exterior of a modern and historic building next to each otherPhoto: Patrick Bingham-Hall

Space Asia Hub (Singapore)

Designed by the Singapore-based firm WOHA, the Space Asia Hub was built within and around two former homes. These villas stand in stark contrast to WOHA’s ultramodern, all-glass cubelike structure that’s connected to it. Today, the space is an upscale retail and gallery hub.

historic church with a modern additionPhoto: Jordi Surroca

Sant Fransesc Church (Santpedor, Spain)

Originally built in the early 18th century by Franciscan priests, Sant Fransesc Church was abandoned by the 19th century. By 2000, the structure was in hideous shape. That was until architect David Closes redesigned it, adding, among other elements, an eye-catching entrance to the building.

aerial view of buildingsPhoto: Getty Images/Michael Kappeler

Jewish Museum Berlin (Berlin)

Opened in September 2001, the extensions to Berlin’s beautiful Jewish Museum were designed by architect Daniel Libeskind. In total, the museum comprises three buildings, making it the largest museum dedicated to Judaica in Europe. While the original structure was completed in 1933, the two additions were designed by Libeskind. The architect used a zigzagging, disrupted design to further push the theme of how extremely difficult and uprooted the Jewish experience was during the Second World War.

exterior of building with person walking outsidePhoto: Maurice Savage/Alamy

York Theatre Royal (York, England)

Renovated in 2016 by the London-based firm De Matos Ryan, the York Theatre Royal added a new front to its street façade. While the original structure has been an active theater site since the mid–18th century, the building has gone through a series of additions. This most recent addition goes a long way in proving the marriage between new and old can be a beautiful one if done right.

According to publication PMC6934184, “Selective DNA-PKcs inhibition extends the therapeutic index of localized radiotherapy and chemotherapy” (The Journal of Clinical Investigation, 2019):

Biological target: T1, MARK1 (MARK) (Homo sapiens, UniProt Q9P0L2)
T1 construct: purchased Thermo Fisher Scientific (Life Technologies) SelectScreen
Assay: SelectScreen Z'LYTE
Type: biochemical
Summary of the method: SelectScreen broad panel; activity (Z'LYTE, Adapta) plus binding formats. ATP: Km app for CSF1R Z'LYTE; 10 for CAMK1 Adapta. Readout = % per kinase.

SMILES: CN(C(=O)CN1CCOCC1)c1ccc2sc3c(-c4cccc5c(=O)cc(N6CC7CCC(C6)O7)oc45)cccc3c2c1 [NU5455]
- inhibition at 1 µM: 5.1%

old building below a new buildingPhoto: Getty Images/Milan Maksovic

The Union of Romanian Architects (Bucharest, Romania)

Located in heart of the Romanian capital city, the Union of Romanian Architects building was originally built in the late 19th century in the French Renaissance architectural style. When it was agreed the building was to be renovated, the architects were required to build on top of the original structure, since it was a historical landmark. The end result shows how much architecture has changed over the centuries, both in style and in preferred materials.

View of The Dancing House is a deconstructivist building from NationaleNederlanden designed by the CroatianCzech...Photo: Oscar Gonzalez/NurPhoto/Getty Images

Dancing House (Prague, Czech Republic)

Prague’s playful Dancing House, constructed in concrete and glass with two curved deconstructed pillars, was a joint project between Czech architect Vlado Milunić and Frank Gehry. Built for the investment bank Nationale-Nederlanden, Gehry’s original name for the building was Fred and Ginger, referring to the famous Hollywood dancing couple, Fred Astaire and Ginger Rogers. The dynamic structure sits between 18th- and 19th-century buildings, though some have criticized they way it stands out among the city’s many Baroque, Gothic, and Art Nouveau buildings. These twisting cylinders—nicknamed “The Dancers” and designed in 1996—house a museum, offices, and a restaurant. There is also a rooftop terrace with a breathtaking panoramic view of Prague’s Old Town.